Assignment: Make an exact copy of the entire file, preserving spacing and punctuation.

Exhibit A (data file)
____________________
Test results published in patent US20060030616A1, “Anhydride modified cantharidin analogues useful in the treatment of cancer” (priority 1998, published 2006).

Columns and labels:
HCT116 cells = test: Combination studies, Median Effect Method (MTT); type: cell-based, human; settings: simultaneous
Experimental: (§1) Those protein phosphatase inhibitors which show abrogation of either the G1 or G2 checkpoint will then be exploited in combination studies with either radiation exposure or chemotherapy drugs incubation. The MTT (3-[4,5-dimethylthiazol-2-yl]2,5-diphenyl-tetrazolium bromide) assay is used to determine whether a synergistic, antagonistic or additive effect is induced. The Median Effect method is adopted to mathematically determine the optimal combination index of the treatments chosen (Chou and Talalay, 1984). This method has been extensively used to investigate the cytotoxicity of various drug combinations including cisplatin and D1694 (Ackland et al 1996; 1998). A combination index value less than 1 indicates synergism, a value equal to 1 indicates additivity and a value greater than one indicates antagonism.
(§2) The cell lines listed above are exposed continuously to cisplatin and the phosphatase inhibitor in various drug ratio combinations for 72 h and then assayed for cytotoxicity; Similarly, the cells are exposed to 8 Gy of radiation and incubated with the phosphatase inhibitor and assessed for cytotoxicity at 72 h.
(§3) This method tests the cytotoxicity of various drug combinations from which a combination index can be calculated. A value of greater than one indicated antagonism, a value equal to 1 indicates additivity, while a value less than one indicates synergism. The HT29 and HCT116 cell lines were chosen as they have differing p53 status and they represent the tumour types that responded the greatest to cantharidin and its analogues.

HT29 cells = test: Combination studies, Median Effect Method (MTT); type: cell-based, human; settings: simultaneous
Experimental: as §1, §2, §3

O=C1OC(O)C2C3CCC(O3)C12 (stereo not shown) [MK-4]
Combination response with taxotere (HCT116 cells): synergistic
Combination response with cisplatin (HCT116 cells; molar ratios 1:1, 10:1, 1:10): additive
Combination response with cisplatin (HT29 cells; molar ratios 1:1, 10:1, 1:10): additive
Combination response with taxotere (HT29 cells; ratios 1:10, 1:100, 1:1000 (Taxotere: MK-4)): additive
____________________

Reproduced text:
Test results published in patent US20060030616A1, “Anhydride modified cantharidin analogues useful in the treatment of cancer” (priority 1998, published 2006).

Columns and labels:
HCT116 cells = test: Combination studies, Median Effect Method (MTT); type: cell-based, human; settings: simultaneous
Experimental: (§1) Those protein phosphatase inhibitors which show abrogation of either the G1 or G2 checkpoint will then be exploited in combination studies with either radiation exposure or chemotherapy drugs incubation. The MTT (3-[4,5-dimethylthiazol-2-yl]2,5-diphenyl-tetrazolium bromide) assay is used to determine whether a synergistic, antagonistic or additive effect is induced. The Median Effect method is adopted to mathematically determine the optimal combination index of the treatments chosen (Chou and Talalay, 1984). This method has been extensively used to investigate the cytotoxicity of various drug combinations including cisplatin and D1694 (Ackland et al 1996; 1998). A combination index value less than 1 indicates synergism, a value equal to 1 indicates additivity and a value greater than one indicates antagonism.
(§2) The cell lines listed above are exposed continuously to cisplatin and the phosphatase inhibitor in various drug ratio combinations for 72 h and then assayed for cytotoxicity; Similarly, the cells are exposed to 8 Gy of radiation and incubated with the phosphatase inhibitor and assessed for cytotoxicity at 72 h.
(§3) This method tests the cytotoxicity of various drug combinations from which a combination index can be calculated. A value of greater than one indicated antagonism, a value equal to 1 indicates additivity, while a value less than one indicates synergism. The HT29 and HCT116 cell lines were chosen as they have differing p53 status and they represent the tumour types that responded the greatest to cantharidin and its analogues.

HT29 cells = test: Combination studies, Median Effect Method (MTT); type: cell-based, human; settings: simultaneous
Experimental: as §1, §2, §3

O=C1OC(O)C2C3CCC(O3)C12 (stereo not shown) [MK-4]
Combination response with taxotere (HCT116 cells): synergistic
Combination response with cisplatin (HCT116 cells; molar ratios 1:1, 10:1, 1:10): additive
Combination response with cisplatin (HT29 cells; molar ratios 1:1, 10:1, 1:10): additive
Combination response with taxotere (HT29 cells; ratios 1:10, 1:100, 1:1000 (Taxotere: MK-4)): additive